Investigating Biopolymer Function and Probe Dynamics Using Fluorescence Techniques

Faculty Mentor(s)

Dr. Brent Krueger, Hope College

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This research was supported by Gentex Corporation, the Howard Hughes Medical Institute, the National Institutes of Health, the ACS-Petroleum Research Fund, the National Science Foundation REU and MRI Programs, and Research Corporation.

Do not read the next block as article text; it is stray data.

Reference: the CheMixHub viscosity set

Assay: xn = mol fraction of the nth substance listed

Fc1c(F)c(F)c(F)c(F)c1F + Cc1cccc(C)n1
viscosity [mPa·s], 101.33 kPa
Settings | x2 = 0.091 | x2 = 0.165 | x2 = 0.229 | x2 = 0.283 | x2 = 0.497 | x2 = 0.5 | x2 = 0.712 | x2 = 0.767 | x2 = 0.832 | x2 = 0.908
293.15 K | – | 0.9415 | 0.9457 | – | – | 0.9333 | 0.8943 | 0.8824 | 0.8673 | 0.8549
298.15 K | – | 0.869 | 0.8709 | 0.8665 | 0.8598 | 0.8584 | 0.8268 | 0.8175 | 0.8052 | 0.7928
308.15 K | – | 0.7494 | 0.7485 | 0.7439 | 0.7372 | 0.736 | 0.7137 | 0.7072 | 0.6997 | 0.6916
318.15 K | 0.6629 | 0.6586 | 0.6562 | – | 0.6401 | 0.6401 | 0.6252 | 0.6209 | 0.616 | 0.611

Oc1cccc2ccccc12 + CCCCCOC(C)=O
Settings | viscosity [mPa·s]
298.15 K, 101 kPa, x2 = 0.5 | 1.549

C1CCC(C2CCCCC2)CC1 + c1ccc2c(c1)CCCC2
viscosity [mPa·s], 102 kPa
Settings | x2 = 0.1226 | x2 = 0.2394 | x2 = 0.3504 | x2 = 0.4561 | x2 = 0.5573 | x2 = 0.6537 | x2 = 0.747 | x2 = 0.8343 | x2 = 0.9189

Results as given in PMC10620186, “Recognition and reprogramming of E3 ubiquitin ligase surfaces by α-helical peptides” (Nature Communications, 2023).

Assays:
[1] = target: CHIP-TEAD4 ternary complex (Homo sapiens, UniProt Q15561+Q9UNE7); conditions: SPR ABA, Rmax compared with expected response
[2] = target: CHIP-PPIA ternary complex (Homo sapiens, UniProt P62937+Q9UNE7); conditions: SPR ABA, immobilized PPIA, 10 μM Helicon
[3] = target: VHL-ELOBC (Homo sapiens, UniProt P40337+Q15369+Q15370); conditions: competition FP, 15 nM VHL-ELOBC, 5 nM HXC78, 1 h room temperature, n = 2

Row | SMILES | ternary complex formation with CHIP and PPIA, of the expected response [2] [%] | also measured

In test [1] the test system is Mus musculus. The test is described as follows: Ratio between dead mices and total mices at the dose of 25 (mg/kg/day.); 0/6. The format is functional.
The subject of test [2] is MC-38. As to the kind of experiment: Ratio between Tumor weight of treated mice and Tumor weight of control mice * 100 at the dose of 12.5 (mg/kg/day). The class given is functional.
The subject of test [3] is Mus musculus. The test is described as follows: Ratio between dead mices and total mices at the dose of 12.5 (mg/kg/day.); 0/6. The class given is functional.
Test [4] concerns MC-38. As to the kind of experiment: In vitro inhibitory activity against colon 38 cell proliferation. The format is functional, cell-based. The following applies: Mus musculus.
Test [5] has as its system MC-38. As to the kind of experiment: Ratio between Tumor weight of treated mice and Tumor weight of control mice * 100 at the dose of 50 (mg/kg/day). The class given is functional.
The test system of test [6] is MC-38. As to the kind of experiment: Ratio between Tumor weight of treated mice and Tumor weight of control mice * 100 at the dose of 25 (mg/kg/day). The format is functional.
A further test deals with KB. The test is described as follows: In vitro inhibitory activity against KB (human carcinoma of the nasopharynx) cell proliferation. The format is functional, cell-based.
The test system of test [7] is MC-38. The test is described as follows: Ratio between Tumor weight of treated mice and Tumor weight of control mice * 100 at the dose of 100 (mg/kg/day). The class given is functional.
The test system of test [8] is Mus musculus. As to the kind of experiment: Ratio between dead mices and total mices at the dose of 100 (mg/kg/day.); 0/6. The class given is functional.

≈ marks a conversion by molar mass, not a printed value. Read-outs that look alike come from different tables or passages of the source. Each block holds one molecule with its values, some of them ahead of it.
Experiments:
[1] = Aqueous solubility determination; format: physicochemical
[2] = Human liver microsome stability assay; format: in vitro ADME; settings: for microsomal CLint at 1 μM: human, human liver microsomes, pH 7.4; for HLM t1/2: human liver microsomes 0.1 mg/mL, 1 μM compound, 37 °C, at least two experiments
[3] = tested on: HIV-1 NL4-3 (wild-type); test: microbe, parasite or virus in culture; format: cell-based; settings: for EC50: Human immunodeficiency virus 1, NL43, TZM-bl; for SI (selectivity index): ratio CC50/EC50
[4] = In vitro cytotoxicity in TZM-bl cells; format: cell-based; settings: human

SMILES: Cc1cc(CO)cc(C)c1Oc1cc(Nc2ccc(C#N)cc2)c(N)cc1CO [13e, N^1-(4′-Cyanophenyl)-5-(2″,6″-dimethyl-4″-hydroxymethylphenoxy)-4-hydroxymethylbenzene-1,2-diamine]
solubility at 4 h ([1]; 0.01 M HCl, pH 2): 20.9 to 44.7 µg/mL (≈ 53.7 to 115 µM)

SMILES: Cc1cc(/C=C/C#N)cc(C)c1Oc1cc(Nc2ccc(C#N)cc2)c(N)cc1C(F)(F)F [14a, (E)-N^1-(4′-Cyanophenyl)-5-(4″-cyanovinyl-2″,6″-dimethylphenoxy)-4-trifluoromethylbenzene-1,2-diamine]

The Hairpin Ribozyme is a small catalytic RNA, with both endonuclease and ligase activities, that undergoes a large structural change as part of its function. Fluorescence-detected resonance energy transfer (FRET) experiments have provided significant data about the function of the Hairpin Ribozyme, but are limited due to a number of assumptions. To better understand these assumptions and how they impact structural dynamics measured through FRET experiments, we examine model DNA and RNA motifs labeled with fluorescent probes. These motifs, based on the Hairpin Ribozyme, are examined using several spectroscopic fluorescence techniques: bulk steady-state, bulk time-resolved, and single-molecule, all of which provide FRET data. These methods are utilized to determine how the limiting FRET assumptions affect results and how the dynamics of the fluorescent labels contribute to the overall dynamics measured in FRET experiments. Thus far, our experiments have centered on the fluorescent probes Cy3 and Cy5. Preliminary analysis has demonstrated consistent FRET values among the three methods.

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